August 20, 2008
Profile: E. Carol Spruill
E.Carol Spruill is Associate Dean for Public Interest and Pro Bono and a Senior Lecturing Fellow at Duke Law School. She has taught a seminar/clinic on Poverty Law every year since 1993. She began work at Duke Law School in 1991 to establish its Pro Bono Project. In the fall of 1993, she initiated the Public Interest Speakers Series and Book Club. She served as Assistant Dean and then Associate Dean for Academic Affairs from 1996 to 1999. In 1999, she became Duke Law's first dean of its new Office of Public Interest and Pro Bono .
Dean Spruill received both her undergraduate degree with honors in 1971 and her law school degree in 1975 from the University of North Carolina at Chapel Hill, and she studied law at Oxford University in the summer of 1974. She clerked for the Superior Court judges of the Commonwealth of Massachusetts in 1975-1976.
In 1976, she received a Reginald Heber Smith Community Lawyer Fellowship to begin her work as an attorney with Legal Services. She represented hundreds of clients on cases in areas including domestic violence, bankruptcies, evictions, consumer finance, government benefits and employment, and she also engaged in law reform work. She lobbied on debtor protection laws and child support enforcement laws, and helped draft North Carolina's first domestic violence legislation in 1978. She was on the board in two counties in initial efforts to start groups to protect battered women. She was co-counsel in Carter v. Morrow, one of the first federal class actions against the Child Support Enforcement (IV-D) Agency for failing to assist those not on welfare with their child support cases.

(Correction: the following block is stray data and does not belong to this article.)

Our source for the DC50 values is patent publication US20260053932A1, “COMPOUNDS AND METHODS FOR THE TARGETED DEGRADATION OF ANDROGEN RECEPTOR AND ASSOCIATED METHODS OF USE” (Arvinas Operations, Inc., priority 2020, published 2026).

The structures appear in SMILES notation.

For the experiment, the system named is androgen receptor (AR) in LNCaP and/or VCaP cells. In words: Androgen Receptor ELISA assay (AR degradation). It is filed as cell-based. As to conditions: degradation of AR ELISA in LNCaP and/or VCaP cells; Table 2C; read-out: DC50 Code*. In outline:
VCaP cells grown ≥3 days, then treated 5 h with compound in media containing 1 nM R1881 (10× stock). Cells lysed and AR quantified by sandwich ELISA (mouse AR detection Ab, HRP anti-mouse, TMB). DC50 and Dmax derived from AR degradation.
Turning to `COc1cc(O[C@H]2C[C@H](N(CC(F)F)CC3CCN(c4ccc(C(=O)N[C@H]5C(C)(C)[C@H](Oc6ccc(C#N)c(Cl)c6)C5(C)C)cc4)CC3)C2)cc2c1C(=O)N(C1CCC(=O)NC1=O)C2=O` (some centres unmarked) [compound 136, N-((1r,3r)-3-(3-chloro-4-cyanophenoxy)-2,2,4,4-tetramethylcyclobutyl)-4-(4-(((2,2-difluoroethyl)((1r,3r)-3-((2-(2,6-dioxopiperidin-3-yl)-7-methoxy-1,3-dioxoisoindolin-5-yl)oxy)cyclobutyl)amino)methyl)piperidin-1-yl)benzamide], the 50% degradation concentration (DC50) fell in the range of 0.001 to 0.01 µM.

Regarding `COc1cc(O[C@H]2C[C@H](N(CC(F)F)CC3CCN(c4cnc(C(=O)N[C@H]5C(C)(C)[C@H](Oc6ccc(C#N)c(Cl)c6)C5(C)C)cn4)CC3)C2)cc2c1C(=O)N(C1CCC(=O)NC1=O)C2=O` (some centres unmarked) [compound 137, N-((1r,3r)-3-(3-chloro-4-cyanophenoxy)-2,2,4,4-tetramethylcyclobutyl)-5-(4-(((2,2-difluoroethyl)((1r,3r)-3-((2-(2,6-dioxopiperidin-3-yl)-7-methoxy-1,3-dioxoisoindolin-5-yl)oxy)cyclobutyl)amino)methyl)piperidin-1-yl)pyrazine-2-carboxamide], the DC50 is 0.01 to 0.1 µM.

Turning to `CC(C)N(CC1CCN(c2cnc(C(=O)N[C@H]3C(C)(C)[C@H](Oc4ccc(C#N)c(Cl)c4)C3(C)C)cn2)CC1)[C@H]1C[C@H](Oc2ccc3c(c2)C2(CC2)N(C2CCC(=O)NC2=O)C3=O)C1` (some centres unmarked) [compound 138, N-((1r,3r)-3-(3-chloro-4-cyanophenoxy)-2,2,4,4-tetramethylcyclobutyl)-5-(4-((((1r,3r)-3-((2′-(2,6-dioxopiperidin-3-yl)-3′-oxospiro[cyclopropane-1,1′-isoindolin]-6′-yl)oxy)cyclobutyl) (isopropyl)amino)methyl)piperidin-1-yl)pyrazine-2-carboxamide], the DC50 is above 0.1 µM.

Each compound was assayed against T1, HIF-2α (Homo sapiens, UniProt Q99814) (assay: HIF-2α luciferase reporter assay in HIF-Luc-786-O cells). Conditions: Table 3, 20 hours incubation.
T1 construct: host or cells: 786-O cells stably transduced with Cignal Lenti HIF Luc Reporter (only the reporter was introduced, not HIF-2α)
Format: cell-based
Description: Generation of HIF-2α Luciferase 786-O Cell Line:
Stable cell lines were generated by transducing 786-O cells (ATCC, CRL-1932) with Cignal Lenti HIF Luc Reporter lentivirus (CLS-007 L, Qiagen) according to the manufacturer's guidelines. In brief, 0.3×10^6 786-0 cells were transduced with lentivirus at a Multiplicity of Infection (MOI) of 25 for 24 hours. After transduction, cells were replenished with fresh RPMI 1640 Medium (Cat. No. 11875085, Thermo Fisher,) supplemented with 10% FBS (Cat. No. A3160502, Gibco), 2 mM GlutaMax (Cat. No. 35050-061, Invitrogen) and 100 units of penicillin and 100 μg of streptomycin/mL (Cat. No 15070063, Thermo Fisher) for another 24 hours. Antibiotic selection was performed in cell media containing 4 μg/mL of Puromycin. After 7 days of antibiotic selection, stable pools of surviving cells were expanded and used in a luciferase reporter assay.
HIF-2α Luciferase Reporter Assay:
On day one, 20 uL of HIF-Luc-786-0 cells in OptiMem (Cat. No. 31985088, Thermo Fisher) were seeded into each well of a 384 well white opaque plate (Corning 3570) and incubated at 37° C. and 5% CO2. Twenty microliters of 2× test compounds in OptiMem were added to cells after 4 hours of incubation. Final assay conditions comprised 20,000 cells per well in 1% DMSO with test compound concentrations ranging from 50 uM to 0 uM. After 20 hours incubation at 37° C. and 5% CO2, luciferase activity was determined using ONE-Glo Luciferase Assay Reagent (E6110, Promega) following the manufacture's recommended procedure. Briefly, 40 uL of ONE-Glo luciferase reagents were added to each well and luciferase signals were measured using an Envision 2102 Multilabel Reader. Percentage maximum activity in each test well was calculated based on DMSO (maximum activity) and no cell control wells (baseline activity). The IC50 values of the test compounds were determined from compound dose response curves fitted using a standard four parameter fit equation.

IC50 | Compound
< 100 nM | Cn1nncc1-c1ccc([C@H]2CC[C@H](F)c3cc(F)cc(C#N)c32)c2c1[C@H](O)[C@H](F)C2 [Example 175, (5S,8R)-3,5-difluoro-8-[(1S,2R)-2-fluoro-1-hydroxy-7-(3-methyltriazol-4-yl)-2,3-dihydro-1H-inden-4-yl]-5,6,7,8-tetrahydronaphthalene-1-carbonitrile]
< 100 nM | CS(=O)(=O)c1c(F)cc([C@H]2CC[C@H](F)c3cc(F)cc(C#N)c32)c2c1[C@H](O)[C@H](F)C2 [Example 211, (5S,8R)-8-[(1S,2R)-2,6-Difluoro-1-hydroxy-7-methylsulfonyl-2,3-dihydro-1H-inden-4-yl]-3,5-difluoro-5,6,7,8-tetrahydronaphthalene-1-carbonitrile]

After eight years of representing clients in Legal Services, in 1984 she became Deputy Director of Legal Services of North Carolina, the third largest Legal Services program in the country, and served in that position from 1984 until 1991.
She also has worked as a consultant for Legal Services programs in New Jersey, Ohio and North Carolina, and taught for the Arkansas-based Southeast Training Center's Management Institute. She was a consultant for the Z. Smith Reynolds Foundation for five years as coordinator of its Sabbatical Program that awards grants to nonprofit leaders.
Dean Spruill has been active in several bar organizations. She served on the founding steering committee that incorporated the N.C. Association of Women Attorneys in the late 1970's and received its Public Service Award in 1984. She has been active in the Wake County Bar Association and on the board of the Tenth Judicial District Bar Association. She was a member of the National Legal Aid and Defender Association, and was on the national board of the Reginald Heber Smith Community Lawyer Fellowship program.
Dean Spruill has long been a member of the N.C. Bar Association and has been active on several committees, including its Task Force on Legal Education. She was co-chair of its Law School Liaison Committee for three years, and remains a member of it. In 1998-99, she served as a Vice-President of the North Carolina Bar Association. She also serves on the NCBA’s Public Service Advisory Committee. In 2007-2008, she will chair the Loan Repayment Assistance Program Committee as part of the NCBA President’s initiative on access to the civil justice system.
Dean Spruill has served on numerous civic boards. In 1982, she was appointed to North Carolina's Child Day Care Commission, first by Lt. Gov. Bob Jordan and later by Gov. James Hunt, where she served eight years and advocated to abolish corporal punishment in day care centers and to lower child staff ratios. She was an incorporator and the first Board Chair of the N.C. Association of Nonprofit Organizations. She was a member of the board of Carolina Legal Assistance, a legal services program for people with mental disabilities from 1996 to 2004 and has served as its Vice-President.
In 2006, Dean Spruill was appointed by the North Carolina Chief Justice to the North Carolina Equal Access to Justice Commission, and she serves as chair of its Working Group on Education. She was appointed to the National Advisory Committee of Equal Justice Works in 2004.
Dean Spruill lives in Raleigh with her husband, attorney Jack Nichols. They have two sons, one of whom is a graduate of Duke Law School.
-Taken from Dean Spruill's Duke faculty profile. E.R. firstname.lastname@example.org
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